In the meantime, Bullhead City has waged a public education campaign about the use of xeriscaping using low-water plants and trees; drip irrigation; and harvesting rainwater for landscape use (Water Resources Research Center, 2019).  Tips on conserving water are freely available on the city’s website.  Water rebates are available to consumers.  Water usage reports are available for public perusal.  And water development fees have been imposed to improve water services in the city (City of Bullhead City, 2019).

Bullhead City receives an average of 3 to12 inches of rain a year (Arizona Water Facts, 2019).  Epcor, a private water company, has raised consumer water rates 25% to 35% during the drought.  This situation has prompted Bullhead City to introduce Proposition 415, which would approve a bond up to $130 million to buy out the company (City of Bullhead City, 2019).  If approved, the city will own another source of water and provide water services at a lower cost to consumers.

Identify Gaps and Suggest Expansion of Preparedness, Mitigation, Response, and Recovery Plans

Bullhead City has not done enough to control population growth.  The city advertises itself as the lowest cost of living city in the state based on a 2015 study done by the Council for Community and Economic Research (Merrill, 2015).  This draws more people on fixed incomes from within and outside of the state.  These people can ill afford to pay higher water rates and development fees.  And if water supplies are, indeed, shrinking, Bullhead City can ill afford to add more people to its population.

Furthermore, if Bullhead City plans to use reclaimed water in the future, it needs to build the infrastructure now, and not wait for an emergency situation to arise.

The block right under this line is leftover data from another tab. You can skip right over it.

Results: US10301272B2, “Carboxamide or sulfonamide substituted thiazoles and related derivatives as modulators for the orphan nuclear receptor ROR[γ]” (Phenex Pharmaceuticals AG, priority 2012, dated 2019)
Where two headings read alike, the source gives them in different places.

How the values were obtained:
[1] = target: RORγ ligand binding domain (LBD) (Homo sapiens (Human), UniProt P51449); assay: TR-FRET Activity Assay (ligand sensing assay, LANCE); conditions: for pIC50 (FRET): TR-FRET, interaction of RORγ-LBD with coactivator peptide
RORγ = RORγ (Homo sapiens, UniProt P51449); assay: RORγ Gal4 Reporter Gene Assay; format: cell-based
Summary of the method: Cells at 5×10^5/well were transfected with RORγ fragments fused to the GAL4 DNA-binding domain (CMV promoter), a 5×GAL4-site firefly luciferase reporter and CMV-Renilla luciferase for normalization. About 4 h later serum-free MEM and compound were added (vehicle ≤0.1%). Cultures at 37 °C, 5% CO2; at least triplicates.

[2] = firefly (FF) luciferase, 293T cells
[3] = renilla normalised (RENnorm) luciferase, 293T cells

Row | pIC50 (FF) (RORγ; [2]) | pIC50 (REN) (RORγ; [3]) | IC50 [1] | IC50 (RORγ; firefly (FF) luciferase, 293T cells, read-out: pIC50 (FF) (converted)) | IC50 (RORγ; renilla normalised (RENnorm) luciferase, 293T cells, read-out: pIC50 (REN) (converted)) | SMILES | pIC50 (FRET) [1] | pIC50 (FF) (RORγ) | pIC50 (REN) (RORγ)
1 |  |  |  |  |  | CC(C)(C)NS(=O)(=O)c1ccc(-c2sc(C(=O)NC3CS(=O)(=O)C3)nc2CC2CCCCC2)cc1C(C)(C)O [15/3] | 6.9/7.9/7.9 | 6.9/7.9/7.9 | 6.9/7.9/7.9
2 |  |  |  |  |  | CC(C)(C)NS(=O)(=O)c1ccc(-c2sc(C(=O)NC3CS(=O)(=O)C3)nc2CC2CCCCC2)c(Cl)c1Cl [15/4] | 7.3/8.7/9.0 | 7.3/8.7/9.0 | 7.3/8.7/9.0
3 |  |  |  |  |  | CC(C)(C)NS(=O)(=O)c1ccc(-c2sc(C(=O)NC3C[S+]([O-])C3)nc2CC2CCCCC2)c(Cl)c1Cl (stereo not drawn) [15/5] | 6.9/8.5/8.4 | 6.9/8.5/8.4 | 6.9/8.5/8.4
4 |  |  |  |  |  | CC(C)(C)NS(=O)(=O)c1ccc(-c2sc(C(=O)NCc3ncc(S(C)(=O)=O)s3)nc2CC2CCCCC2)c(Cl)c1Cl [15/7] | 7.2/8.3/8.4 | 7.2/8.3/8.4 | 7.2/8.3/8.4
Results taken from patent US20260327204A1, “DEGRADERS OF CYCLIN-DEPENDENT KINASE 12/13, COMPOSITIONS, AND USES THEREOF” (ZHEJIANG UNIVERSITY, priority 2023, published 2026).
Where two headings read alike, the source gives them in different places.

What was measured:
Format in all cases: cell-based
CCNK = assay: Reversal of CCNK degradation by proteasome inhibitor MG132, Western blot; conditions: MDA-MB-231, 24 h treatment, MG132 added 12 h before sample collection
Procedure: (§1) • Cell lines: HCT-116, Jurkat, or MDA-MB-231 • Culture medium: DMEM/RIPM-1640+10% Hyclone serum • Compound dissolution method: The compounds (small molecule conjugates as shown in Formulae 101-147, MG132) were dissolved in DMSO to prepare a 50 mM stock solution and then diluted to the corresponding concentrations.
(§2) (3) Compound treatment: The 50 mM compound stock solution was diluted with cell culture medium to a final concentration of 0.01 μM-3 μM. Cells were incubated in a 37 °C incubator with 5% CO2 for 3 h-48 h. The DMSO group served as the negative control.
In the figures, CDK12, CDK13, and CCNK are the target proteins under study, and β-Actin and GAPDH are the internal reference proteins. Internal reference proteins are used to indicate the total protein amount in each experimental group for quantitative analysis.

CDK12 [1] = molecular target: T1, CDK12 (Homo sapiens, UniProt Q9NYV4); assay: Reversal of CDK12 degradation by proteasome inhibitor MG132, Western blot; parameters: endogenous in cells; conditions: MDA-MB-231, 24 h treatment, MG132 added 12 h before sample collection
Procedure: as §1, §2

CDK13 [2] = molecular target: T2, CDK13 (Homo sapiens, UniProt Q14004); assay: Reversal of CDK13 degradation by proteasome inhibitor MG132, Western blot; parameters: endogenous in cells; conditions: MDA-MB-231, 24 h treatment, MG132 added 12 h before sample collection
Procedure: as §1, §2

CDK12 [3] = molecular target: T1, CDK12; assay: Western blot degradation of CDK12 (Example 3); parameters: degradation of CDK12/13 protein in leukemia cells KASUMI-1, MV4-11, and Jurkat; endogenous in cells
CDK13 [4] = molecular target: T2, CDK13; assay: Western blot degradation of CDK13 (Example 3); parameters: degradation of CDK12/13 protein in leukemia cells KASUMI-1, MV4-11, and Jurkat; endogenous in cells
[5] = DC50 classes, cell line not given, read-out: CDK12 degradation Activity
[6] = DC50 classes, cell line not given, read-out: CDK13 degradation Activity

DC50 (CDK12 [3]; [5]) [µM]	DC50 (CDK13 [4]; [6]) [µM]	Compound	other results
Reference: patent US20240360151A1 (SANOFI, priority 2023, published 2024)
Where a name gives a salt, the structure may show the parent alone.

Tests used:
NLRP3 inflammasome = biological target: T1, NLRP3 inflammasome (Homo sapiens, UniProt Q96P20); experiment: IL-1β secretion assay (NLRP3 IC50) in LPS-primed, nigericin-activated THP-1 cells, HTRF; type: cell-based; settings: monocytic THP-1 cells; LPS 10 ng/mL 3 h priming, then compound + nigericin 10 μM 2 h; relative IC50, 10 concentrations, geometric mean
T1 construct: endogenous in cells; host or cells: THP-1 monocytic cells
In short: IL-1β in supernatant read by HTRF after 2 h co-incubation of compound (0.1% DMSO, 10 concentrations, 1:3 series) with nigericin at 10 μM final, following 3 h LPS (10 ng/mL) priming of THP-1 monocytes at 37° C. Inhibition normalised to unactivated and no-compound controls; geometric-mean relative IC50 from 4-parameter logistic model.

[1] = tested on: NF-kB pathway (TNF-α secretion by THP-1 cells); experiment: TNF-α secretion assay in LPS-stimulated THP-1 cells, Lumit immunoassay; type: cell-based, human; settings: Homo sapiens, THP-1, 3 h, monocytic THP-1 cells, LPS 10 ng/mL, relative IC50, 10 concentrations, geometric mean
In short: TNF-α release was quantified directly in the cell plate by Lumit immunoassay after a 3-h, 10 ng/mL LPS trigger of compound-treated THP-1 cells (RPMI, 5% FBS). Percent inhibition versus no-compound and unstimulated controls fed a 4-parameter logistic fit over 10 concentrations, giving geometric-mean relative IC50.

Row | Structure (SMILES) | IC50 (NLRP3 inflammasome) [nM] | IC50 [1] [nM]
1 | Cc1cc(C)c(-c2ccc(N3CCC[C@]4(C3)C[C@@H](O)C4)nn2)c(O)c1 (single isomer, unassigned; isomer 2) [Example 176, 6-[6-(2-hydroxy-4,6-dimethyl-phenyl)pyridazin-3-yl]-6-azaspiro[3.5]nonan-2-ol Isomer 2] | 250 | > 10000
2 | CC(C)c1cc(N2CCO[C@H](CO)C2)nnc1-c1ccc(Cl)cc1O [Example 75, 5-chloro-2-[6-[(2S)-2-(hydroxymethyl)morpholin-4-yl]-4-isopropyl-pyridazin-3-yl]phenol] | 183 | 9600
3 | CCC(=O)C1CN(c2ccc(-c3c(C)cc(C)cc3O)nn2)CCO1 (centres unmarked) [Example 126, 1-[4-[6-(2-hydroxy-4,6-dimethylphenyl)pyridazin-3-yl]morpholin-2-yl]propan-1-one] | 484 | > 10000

Initial Evaluation and Emergency Management Procedures

Drought is the main hazard facing Bullhead City, Arizona.  It is dependent on water supplied by the Colorado River and the allotment it receives based on the Colorado River Compact of 1922.  Although it has plans in place for a 20% and 40% reduction in water supplies, it has not planned for anything more severe.  At the very worst, the governor of the State of Arizona would declare a disaster and water would have to be trucked in for residential and business use.  A lack of water would lead to social chaos and fighting among citizens.  There would be a mass exodus of people out of town.  Law enforcement would be heavily involved to control the situation. EMS personnel and local hospitals would have to deal with people who were severely dehydrated.  Animals would be abandoned and left to die from thirst.  City officials would be overwhelmed by demands for water.

Interrelationships among the Core Components of the Emergency Management Phases

Drought and water shortages can vary from season to season.  Preparedness plans to deal with these problems and to mitigate the costs and impacts are essential to protect the vital resource of water.  Well-conceived plans must be in place to respond to serious shortages of water for the sake of the community.  If the problem becomes serious enough, there might not be a recovery phase.

Conclusion

The desert was never meant to support millions of people.  Water is a precious resource that has not been taken seriously enough by government officials, city planners, and members of the real estate and development professions.  Bullhead City is dependent on a river it cannot control, weather and climate it cannot control, and State politicians it cannot control.  The city must do whatever it takes to protect its water supply.

Dawn Pisturino

Thomas Edison State University

September 24, 2019

References

Arizona Water Facts. (2019). Bullhead City, Arizona. Retrieved from

       http://www.arizonawaterfacts.com/mtw/bullhead-city.

Associated Press. (2019. June). Arizona out of short-term drought. Mohave Daily News.

       Retrieved from http://www.mohavedailynews.com/news/arizona-out-of-short-term-

       drought/article_8c36c50a-9259-11e9-ab41-9b4eacdd7bd1.html

City Data. (2017). Bullhead City, Arizona. Retrieved from

       http://www.city-data.com/city/Bullhead-City-Arizona.html

City of Bullhead City. (2019). City of Bullhead City. Retrieved from

       http://www.bullheadcity.com

City of Bullhead City. (2016). City of bullhead city drought/water shortage contingency